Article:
SAN ANTONIO (AP) — Kneeling next to Roxana Tenorio, officer Jose Garay told himself he would not let her die.
A car speeding the wrong way on Loop 410 after the driver fled a burglary had slammed into a motorcycle she was riding on with her husband. He didn't survive the impact, but she still was breathing.
Garay, trained in trauma care, knew Tenorio was in serious trouble.
He is one of 36 San Antonio police officers in a unit that combines law enforcement and advanced life-saving techniques — a rarity among police departments nationwide.
Since the unit launched in 2010, officers have treated more than 360 people and at least 20 patients may have been saved, police statistics show.
"It was her femur," Garay said about the September crash. "We have major blood vessels in the leg and the bones. When they break, they are like knives. So it's like all those very sharp knives tore up her leg."
EMS was just a couple of minutes away. But in trauma care, life or death can be measured in seconds.
Garay grabbed his medic bag. Mosquitoes buzzed around his face as he set to work putting a tourniquet on Tenorio's leg, wrapping a collar on her neck and running an IV. When EMS got there, all she needed was a quick assessment.
University Hospital surgeons told Garay's supervisors that without such quick care, Tenorio likely would have died.
Integrating military-style first aid, often referred to as "buddy aid," into officer training is something more departments should do, said Alexander Eastman, a Dallas police lieutenant and trauma surgeon.
"It's exceedingly rare" to have a dual role of officer and emergency medical provider, said Eastman, who's also the medical director for the Texas Tactical Police Officers Association.
"To train them and make it a priority is a great example for other departments to follow," he said.
Of the department's more than 2,300 sworn officers, 35 men and one woman make up SAPD's Tactical Medic Unit. They attend SWAT school, are certified with the National Registry of Emergency Medical Technicians, maintain a Texas Department of Health EMT license and are trained in current Tactical Combat Casualty Care standards.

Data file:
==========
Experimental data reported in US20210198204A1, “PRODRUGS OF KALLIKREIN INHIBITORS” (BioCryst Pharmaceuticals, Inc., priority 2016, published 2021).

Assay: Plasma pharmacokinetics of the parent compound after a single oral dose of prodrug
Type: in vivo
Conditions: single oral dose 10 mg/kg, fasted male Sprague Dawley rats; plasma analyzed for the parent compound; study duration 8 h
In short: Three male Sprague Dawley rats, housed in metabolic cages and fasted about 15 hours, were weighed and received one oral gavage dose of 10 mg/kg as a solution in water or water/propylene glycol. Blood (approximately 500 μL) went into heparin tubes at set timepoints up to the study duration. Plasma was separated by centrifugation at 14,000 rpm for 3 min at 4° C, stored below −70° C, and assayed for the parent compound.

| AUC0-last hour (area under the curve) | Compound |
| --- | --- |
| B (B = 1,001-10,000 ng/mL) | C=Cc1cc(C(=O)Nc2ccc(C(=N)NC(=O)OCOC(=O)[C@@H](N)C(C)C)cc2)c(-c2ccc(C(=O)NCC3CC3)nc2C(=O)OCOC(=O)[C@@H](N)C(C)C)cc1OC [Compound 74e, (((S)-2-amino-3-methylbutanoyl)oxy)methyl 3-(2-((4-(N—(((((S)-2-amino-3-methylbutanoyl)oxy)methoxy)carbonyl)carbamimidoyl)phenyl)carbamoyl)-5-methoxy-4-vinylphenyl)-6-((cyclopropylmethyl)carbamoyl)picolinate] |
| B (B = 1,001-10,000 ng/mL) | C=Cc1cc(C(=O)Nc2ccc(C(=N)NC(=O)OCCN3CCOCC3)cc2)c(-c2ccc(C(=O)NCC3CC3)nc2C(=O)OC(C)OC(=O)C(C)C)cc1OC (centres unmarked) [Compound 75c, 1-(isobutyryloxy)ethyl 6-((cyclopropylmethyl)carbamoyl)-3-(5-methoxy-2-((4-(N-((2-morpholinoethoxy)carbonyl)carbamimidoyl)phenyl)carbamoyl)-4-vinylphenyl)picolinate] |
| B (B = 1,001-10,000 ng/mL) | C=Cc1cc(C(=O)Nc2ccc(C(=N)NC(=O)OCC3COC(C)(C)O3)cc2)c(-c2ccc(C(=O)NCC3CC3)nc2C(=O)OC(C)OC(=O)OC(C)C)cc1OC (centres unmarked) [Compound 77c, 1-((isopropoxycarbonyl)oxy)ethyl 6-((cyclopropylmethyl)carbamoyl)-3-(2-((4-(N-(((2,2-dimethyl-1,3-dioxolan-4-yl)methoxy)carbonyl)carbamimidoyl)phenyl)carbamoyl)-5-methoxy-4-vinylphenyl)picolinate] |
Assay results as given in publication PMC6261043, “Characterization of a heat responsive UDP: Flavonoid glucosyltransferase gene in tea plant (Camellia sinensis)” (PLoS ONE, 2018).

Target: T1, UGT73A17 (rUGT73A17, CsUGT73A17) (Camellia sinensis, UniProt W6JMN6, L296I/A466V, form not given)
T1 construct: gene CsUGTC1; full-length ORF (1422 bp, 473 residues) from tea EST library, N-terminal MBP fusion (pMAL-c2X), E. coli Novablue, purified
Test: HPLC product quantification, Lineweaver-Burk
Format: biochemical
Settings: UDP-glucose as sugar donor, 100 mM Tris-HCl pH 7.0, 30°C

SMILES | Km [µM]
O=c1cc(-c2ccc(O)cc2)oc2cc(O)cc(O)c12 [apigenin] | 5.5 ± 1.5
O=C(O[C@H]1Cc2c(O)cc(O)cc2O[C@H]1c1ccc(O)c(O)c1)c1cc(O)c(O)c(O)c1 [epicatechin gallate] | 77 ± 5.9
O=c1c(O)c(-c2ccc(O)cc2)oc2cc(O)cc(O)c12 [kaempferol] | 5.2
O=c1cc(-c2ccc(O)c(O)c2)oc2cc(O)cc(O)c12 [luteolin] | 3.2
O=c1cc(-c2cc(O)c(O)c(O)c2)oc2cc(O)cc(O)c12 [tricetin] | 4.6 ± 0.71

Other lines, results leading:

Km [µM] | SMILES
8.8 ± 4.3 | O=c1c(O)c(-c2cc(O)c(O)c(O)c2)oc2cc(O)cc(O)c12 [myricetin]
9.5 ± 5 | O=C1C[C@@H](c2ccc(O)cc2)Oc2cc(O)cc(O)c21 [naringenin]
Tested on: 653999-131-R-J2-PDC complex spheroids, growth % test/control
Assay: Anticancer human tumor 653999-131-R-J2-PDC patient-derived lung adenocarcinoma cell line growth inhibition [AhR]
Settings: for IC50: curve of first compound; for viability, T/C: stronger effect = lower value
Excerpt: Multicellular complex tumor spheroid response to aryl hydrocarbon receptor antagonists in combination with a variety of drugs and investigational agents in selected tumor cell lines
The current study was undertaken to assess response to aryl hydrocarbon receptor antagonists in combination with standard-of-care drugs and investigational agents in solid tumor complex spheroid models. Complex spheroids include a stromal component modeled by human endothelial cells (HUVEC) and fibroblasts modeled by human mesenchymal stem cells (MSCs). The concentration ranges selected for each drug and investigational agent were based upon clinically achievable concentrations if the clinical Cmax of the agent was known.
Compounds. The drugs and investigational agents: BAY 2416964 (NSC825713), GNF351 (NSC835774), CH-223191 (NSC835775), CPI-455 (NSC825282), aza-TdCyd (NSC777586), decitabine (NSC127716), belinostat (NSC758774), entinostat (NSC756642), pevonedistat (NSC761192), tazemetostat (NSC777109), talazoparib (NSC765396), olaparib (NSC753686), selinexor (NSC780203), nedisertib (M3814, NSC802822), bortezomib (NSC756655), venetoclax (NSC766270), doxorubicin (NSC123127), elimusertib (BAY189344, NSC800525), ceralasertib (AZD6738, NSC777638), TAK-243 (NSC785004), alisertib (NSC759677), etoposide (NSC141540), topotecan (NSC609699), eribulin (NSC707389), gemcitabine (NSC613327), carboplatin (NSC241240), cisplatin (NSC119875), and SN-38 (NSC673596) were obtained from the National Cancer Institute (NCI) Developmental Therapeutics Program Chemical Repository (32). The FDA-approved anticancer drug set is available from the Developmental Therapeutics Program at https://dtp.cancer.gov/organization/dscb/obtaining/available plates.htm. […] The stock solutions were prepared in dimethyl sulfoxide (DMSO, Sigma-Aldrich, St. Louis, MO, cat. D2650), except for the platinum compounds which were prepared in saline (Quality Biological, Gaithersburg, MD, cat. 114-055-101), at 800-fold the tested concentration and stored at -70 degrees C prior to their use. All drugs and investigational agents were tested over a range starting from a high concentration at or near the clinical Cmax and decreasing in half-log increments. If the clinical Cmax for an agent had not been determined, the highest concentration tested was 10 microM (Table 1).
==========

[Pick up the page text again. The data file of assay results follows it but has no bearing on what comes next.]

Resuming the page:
"It really is an emphasis that they are law enforcement officers and that is their expectation," said Dr. Craig Manifold, the medical director for the San Antonio Fire Department EMS Division and overseer of the program. "Secure that scene and make that scene safe ... then transition to medic side."
As part of the basic peace officer course, the state requires 16 hours of emergency medical training; and usually basic first aid and CPR is as advanced as it gets, said SAPD officer Richard Smith, who helps oversee the unit with Sgt. Edward Klauer.
Police usually partner with fire departments and train with those medics for high-risk situations, they said, but even then, EMTs or firefighters aren't allowed to go into a hostile situation such as a shooting.
Dr. Thomas Scalea, the physician-in-chief at the R Adams Cowley Shock Trauma Center at the University of Maryland Medical Center, said the program, if run successfully, makes sense.
"It's arming the pre-hospital (personnel) with tools to essentially take the technology further out from the hospital," he said. "It's a lot of work, but those of us that have done that believe it translates into lives saved and that's why we're here."
Gunfire erupted at 2:42 a.m. July 19 in the Cowboys Dancehall parking lot.
Officer Gabriel Rosas was eating dinner at a nearby restaurant. He and another officer rushed to the club in about two minutes.
Another officer already had a suspect in custody and control of the scene.
Rosas used the skills he gained from two tours in Iraq as an Army medic and focused on how to best treat three people at once.
"The trauma here is more aimed at gunshot wounds that we can treat really well, as opposed to overseas with blast injuries," Rosas said.
As he gave oxygen to the victim closest to death, Rosas instructed another officer and bystanders. Someone did chest compressions for one victim while others placed a special bandage on the second victim's chest wound. Rosas also told a bystander how to apply pressure to the abdomen wound.
When the first EMS unit arrived within seven minutes of the call, Rosas gave its members an update and handed off the patient in the worst condition.